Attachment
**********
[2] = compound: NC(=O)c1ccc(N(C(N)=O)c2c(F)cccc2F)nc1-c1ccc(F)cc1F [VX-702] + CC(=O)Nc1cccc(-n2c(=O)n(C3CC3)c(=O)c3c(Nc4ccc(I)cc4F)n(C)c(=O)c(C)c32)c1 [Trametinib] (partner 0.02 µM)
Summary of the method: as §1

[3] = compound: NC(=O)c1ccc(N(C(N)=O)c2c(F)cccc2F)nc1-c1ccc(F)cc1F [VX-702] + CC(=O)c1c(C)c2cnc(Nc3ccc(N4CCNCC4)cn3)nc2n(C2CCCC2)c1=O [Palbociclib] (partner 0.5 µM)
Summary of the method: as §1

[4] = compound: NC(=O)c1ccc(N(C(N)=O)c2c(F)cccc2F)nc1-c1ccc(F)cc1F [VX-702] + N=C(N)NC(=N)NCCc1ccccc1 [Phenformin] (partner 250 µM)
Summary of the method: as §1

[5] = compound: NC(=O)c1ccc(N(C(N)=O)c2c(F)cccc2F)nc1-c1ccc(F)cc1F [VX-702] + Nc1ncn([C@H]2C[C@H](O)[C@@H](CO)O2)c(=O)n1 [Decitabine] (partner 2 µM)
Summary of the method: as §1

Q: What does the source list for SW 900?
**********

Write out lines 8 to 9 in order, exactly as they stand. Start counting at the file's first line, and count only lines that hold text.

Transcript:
Summary of the method: as §1

Q: What does the source list for SW 900?